But something in Alli’s voice sounded strangely appealing to him. Probably a familiar dialect, Randy thought, possibly from his home state of Michigan or somewhere else in the Midwest.
“I’m sorry, Mr. Fairchild. Pension Services is not answering. Can I call you back on this number when we connect?”
“Only if you call me Randy. Mr. Fairchild was my dad.”
“Okay, Mr. Fair- Oh, I mean Randy,” Alli said with a giggle.
The phone refused to ring the rest of the day, but it wasn’t like Randy was doing anything important. After ten years of drowning under a deluge of endless paperwork and lonely safe house drudgery, he was glad to be out of the Central Intelligence Agency, retired, and drawing some kind of a pension, even if it was a disability pension. $2400 a month wasn’t much, but he didn’t need much. Living alone, in an older, but well maintained second-floor Washington apartment was cheap enough. Randy had hired into the CIA right out of the University of Michigan.
The CIA had not been his first life choice. His original plan was to graduate, settle down and do the whole marriage, 2.4 kids and mini-van in the suburbs thing, but that life hadn’t worked out.
Raised as the only child of his adoptive parents, Randy had grown up in a small, forgotten farm town in Southeastern Michigan. That life ended when his adoptive parents and fiancé were all killed in a train/auto accident, before he graduated from the university.
Finishing school and feeling sorry for himself became Randy’s full-time occupation after the loss. His social life consisted of drinking and trying to make his roommate, Carl Frazier, as depressed as he was. But at the urging of his roommate and only close friend, Randy decided to sober up, pull himself out of his depression, and together with Carl, apply to the CIA.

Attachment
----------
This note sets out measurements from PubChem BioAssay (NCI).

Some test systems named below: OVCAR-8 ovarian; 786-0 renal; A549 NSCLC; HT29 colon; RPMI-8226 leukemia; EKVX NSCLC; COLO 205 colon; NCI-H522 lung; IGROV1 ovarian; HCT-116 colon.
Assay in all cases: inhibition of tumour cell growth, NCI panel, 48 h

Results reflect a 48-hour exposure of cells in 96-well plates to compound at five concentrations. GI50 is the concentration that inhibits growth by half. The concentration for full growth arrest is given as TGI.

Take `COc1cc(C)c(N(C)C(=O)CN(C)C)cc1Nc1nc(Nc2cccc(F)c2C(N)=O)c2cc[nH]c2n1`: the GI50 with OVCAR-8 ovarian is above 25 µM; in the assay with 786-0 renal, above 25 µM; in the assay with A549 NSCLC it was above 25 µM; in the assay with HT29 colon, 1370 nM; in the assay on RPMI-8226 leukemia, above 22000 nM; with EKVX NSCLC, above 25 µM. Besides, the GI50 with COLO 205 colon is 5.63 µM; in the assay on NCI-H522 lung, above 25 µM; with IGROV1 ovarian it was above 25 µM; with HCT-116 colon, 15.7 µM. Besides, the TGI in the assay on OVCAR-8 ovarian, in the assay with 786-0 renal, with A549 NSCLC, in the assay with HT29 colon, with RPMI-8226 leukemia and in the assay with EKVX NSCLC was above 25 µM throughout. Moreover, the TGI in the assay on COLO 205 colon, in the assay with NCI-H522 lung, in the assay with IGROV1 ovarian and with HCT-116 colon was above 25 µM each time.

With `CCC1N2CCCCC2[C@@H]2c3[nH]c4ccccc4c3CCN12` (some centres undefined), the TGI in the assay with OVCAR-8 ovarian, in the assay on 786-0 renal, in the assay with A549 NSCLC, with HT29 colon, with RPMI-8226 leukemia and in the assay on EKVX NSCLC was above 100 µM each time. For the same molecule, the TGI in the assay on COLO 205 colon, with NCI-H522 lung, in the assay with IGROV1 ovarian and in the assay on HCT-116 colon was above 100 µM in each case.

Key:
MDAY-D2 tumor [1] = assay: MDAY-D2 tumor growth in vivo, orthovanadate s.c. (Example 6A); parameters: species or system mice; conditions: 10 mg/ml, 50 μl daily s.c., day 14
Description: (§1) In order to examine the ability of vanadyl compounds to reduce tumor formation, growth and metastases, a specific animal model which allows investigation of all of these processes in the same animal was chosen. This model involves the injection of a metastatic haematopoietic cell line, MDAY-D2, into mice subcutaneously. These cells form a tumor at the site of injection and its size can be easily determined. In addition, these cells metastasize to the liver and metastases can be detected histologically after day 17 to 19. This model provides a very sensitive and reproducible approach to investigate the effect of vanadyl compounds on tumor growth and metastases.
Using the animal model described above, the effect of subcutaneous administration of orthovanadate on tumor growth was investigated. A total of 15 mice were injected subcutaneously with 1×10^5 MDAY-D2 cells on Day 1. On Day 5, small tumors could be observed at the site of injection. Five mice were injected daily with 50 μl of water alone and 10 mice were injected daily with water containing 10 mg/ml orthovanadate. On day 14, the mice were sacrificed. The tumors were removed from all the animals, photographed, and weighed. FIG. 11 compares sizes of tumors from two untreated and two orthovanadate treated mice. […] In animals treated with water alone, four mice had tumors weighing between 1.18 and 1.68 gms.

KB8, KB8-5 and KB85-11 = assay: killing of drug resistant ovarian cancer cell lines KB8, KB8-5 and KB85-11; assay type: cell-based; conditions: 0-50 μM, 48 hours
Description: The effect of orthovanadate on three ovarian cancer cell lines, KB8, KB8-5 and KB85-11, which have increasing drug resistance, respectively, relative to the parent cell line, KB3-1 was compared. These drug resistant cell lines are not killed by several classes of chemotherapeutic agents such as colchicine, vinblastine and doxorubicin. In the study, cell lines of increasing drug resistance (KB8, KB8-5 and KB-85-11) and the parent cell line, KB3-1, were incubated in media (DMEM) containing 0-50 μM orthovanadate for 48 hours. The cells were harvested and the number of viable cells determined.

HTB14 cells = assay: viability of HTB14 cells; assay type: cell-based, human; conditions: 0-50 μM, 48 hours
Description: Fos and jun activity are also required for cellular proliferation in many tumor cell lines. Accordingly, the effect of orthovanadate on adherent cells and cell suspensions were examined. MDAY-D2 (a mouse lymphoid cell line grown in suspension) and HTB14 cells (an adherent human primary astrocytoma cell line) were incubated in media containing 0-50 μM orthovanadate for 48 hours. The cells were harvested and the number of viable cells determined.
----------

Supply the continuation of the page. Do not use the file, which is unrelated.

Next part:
Agency life hadn’t always agreed with Randy. Sure, as a targeteer, he traveled around the world, had the opportunity to see interesting places and meet interesting people, but moving from one safe house to another got old, quick. The work was routine; coordinate communications, act as a resource officer, run routine errands and file reports on other agent’s activities. It had all the glamour of a mundane nine to five office cubicle job, except it went around the clock on most days.
Well, he was out of that now, thanks to a wayward 9mm slug he still carried in his chest. His 6’-3” muscular body was barely 36 years old. He considered himself better than average looking, with a great smile and a full head of sandy-colored hair; still young enough to do something with his life. There was no way he was going back into another government job, even if it meant having only one small pension. Many of his fellow agents would finish their twenty and start their second careers, collecting two pensions after putting in another twenty. Double-dippers, they were called.
No thanks, not for him.
His cell phone rang early the following morning.
“Hello, Randy?” a soft, friendly and familiar voice asked. “This is Alli from Connect America; I have Pension Services on the line for you.”
“Oh, Hi, Alli. I’m glad you called back. Can I talk to you for a minute?”
“I have them standing by, Mr. Fairchild. Pension Services will take care of you now.”
. Did it get cold on this line, or what?
quick return to business caught him off guard. “Oh, Okay, sure. Thank you, Alli. Uhh, I hope it turns out to be a short day for you.”
The line was silent for a moment.
“I’m sorry if I was rude just now, Randy. I’m not sure what’s wrong with me. May I call you later this afternoon?”
“Uhh, sure, great, yeah, that would be great,” Randy managed to croak out, pleasantly surprised at her quick change of heart.
The pension check problem took a full hour to resolve, but after explaining it to four different people, in four different offices, Randy had assurances that his check was being processed.
Some things about bureaucracies will never change,
he thought. Democrats still screamed about a ‘kinder, gentler’ government, and would tax you to death in order to provide it. The Republicans still dreamed about lowering taxes, even if it meant thousands of people were thrown off the programs and into the street.